UN Committee Recommends Intergovernmental Conference to Negotiate Open Ocean Treaty

0
534
Open Ocean Treaty
A squat lobster resides on a deepsea octocoral. Image courtesy of the NOAA Office of Ocean Exploration and Research.

On Friday, July 21st, a U.N Preparatory Committee on high seas biodiversity agreed on a recommendation to the U.N. General Assembly to advance an Intergovernmental Conference (IGC) to negotiate a potential Open Ocean Treaty for the protection of biodiversity and ecosystems beyond national jurisdiction.

Unlike the seabed beyond national jurisdiction, which has had a legal framework since the implementation of the U.N. Convention on the Law of the Sea (UNCLOS) and the formation of the International Seabed Administration (ISA), the water column and much of the biodiversity in areas beyond national jurisdiction lack a governance structure.

The Preparatory Committee was established by the UN in 2015 with the intent to explore four major elements of a proposed high-seas biodiversity treaty: including marine protected areas, benefit sharing from marine genetic resources, environmental impact assessments and the transfer of marine technology to developing nations.  Since then, a series of four “PrepCom” meetings have taken place at U.N. Headquarters in New York City to attempt to reach consensus on some of these elements.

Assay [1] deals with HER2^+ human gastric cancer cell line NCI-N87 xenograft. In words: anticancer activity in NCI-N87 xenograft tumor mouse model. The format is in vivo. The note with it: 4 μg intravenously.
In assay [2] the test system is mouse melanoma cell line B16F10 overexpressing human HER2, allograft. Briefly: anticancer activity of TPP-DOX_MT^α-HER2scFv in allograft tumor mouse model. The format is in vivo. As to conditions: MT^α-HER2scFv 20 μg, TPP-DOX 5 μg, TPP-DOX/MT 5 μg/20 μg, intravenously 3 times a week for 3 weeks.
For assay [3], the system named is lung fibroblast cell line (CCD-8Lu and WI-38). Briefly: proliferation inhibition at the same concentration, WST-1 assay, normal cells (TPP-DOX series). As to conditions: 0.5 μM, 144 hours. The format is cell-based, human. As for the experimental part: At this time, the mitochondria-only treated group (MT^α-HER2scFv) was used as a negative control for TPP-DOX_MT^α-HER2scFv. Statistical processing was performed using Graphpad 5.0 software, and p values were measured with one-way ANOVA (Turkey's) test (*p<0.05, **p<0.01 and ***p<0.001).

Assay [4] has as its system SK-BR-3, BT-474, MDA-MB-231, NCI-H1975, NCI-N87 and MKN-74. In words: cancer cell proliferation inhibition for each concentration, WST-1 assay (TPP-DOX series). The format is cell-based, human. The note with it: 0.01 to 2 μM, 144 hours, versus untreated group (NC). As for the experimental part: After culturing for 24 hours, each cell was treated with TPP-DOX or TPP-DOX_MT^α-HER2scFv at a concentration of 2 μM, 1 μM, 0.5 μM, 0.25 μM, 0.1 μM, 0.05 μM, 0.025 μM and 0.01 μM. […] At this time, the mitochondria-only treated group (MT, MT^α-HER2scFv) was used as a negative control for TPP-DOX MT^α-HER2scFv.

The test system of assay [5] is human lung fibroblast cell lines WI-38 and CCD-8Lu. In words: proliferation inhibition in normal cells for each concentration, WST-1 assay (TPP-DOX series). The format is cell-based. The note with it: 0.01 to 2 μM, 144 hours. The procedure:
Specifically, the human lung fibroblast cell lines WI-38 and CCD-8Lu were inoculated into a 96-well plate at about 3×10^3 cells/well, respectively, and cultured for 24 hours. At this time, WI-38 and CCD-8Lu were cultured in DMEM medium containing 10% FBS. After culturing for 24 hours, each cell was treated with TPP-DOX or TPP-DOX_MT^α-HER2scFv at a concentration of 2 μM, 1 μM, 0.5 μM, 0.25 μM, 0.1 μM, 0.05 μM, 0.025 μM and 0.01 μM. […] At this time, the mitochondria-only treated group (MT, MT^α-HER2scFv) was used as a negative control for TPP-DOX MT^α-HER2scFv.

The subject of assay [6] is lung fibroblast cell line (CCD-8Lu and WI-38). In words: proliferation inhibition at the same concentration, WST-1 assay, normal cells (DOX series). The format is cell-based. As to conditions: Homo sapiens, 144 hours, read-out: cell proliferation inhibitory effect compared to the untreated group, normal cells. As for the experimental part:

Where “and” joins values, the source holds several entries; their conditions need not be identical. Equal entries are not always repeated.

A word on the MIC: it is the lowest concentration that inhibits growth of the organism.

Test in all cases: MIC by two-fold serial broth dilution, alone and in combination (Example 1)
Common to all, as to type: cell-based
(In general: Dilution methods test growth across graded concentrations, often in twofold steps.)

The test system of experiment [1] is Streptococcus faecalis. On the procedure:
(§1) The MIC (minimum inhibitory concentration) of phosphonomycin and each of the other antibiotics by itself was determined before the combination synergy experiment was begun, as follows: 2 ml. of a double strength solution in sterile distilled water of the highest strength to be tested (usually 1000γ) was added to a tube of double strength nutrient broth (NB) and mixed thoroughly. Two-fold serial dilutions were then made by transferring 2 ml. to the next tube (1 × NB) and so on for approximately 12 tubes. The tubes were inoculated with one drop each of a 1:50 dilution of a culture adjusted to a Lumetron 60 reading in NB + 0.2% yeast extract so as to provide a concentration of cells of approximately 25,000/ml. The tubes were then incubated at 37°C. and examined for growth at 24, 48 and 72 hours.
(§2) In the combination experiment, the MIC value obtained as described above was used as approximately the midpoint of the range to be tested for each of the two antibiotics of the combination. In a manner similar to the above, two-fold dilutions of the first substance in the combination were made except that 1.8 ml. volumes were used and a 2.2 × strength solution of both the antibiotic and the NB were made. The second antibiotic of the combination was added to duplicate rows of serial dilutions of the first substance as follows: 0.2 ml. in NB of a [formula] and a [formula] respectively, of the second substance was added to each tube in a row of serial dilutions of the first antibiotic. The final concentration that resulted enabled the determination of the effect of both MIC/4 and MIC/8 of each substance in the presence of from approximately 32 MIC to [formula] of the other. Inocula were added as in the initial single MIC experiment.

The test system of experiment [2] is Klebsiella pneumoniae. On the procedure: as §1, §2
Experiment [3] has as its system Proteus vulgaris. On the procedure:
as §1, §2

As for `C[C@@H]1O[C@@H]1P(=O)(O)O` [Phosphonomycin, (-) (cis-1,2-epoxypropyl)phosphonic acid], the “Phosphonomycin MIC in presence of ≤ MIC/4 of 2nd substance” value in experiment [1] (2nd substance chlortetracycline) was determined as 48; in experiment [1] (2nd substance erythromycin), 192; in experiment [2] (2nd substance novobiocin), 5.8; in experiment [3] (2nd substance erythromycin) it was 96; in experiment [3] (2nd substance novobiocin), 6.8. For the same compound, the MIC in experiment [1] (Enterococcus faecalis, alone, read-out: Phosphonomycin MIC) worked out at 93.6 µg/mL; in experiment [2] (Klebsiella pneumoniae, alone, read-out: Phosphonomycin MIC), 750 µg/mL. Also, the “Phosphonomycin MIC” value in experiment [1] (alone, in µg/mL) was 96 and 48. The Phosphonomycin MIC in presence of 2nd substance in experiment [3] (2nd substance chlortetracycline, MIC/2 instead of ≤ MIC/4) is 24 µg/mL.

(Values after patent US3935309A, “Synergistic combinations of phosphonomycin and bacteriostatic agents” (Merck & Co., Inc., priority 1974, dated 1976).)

While complete consensus remained out of reach, the body was able to make the recommendation to the General Assembly to begin treaty negotiations via an IGC.  To the disappointment of some treaty advocates, the PrepCom failed to set a specific timeline for such negotiations, stating only that they begin “as soon as possible” An IGC would mean formal negotiations on the text of a new treaty would commence.

 ISA Executive-Director Michael Lodge participated in the recent PrepCom 4 meeting in New York, co-chairing a side event on Building Capacity in Biological Ocean Observations to support the conservation and sustainable use of BBNJIn speaking to DSM Observer last month, Secretary-General Lodge positioned that, “any new high seas measures must not conflict with rules applicable to the seabed. The bottom line is that there already is a rather comprehensive governance framework for one of the areas beyond national jurisdiction and we need to consider rather carefully the extent to which new measures add value to what we already have.”